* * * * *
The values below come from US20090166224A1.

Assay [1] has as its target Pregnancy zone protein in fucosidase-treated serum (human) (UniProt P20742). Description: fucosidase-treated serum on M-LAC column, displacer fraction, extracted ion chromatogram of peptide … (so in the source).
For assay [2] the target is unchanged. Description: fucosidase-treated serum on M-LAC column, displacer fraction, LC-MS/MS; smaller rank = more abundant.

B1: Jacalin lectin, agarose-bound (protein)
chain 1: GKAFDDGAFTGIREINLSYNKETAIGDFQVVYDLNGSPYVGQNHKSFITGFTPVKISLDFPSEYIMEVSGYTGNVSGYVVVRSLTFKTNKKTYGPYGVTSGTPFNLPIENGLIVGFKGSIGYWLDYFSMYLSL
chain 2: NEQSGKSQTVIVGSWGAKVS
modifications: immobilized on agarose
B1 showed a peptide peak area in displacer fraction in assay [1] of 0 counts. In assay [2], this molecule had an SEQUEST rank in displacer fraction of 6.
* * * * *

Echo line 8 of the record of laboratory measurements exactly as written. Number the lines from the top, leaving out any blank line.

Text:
B1 showed a peptide peak area in displacer fraction in assay [1] of 0 counts. In assay [2], this molecule had an SEQUEST rank in displacer fraction of 6.